Tiyaan: A dark tale of man and religion
Engaging if not very daring, this one belongs to Murali Gopy
The most overpowering and contentious of all our systems has to be the supreme institution of religion. Here, questions are rarely asked, but orders blindly taken. Faith-addled brains prostrate before logical thinking. In this system, religion reigns.
Jiyen Krishnakumar’s Tiyaan roots on this psyche and it picks the perfect bait to nail it, the trend of god-men culture. But, has it hit the mark? Mostly yes. In this intense take on Indian realism, Murali Gopy-scripted Tiyaan takes off quite predictably, albeit smoothly, but totters towards the end, when the makers possibly decided to compromise for commercial gains.
Cast: Prithviraj, Indrajith, Murali Gopy
Director: Jiyen Krishnakumar
Tiyaan is set in the barren lands of Uttar Pradesh or the heart of Hindi. A Hindu pandit Pattabhirama Giri (Indrajith) finds his serene life and beliefs at stake when he is threatened to submit his land for setting up the ashram of self-styled godman Mahashay Bhagwan (Murali Gopy). Pattabhiraman, armed with his thorough belief in God, refuses to bow to the threats and suffers the aftermath. As he faces failure, Aslan Mohammed (Prithviraj) comes to his rescue. Together they fight the dark and manipulative side of religion.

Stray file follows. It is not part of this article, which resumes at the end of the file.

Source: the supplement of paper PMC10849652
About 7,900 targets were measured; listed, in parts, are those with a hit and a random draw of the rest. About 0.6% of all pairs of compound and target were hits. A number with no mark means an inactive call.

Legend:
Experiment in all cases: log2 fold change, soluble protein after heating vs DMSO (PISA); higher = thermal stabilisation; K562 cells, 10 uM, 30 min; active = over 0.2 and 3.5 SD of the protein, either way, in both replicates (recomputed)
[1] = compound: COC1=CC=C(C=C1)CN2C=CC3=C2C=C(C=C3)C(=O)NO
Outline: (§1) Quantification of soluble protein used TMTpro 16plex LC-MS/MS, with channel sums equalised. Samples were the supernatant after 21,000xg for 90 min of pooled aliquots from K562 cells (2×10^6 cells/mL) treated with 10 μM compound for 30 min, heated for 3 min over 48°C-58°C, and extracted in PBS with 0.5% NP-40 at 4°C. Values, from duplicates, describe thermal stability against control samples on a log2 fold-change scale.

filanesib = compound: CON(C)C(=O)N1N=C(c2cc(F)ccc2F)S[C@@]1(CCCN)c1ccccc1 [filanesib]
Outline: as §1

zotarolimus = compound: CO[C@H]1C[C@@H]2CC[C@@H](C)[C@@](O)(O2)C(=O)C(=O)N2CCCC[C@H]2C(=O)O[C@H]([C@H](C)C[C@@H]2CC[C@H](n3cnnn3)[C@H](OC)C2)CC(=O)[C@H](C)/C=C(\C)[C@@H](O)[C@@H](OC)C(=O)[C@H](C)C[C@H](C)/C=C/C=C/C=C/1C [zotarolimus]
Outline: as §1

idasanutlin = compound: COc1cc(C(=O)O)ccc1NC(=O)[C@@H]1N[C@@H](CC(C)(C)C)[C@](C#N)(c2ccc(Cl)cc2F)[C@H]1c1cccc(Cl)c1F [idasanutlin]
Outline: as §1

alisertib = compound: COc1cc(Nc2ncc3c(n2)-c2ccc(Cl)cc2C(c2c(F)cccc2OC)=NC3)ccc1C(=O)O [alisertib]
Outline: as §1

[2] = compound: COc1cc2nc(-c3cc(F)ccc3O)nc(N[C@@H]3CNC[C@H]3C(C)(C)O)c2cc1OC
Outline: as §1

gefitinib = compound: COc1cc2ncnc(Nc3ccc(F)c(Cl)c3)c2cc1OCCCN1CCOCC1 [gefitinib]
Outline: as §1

A perennial debate topic, godman culture comes under scrutiny here. Mahashay, clad in a garish attire, runs the show. He is merciless, inhumane and has the world (read the rich men) under his feet. But, even he is super-controlled by the land mafia, who uses ‘his magic’ to mint money. Apparently, ideologies and beliefs are not at war here, rather the quest is for money. Tiyaan makes it look that simple. Remember, this happens in religion-obsessed India and we aren’t convinced.
But, otherwise Tiyaan has flashes of brilliance. Murali Gopy’s script reigns supreme here and nothing surpasses it, not even the brilliant act by the cast. The characters are layers deep and he has taken the pain to create an aura around them, especially Aslan Mohammed. Mouthing some philosophical verses, Prithviraj plays Aslan with his innate charm. Indrajith is Pattabhiraman, torn between his ideologies and realities. Murali Gopy as Mahashay steals the show as he builds around him a dark and dingy world. Cinematographer Satish Kurup has set the mood with some raw and rustic visuals and Gopi Sunder’s BGM perk up the tensions.
Tiyaan starts off well. It manages to expose the underbelly of godman culture and the hapless laws of the rustic Hindi land, but we wish it had been more daring. Nevertheless, Tiyaan is engaging and can keep you hooked. This one belongs to Murali Gopy.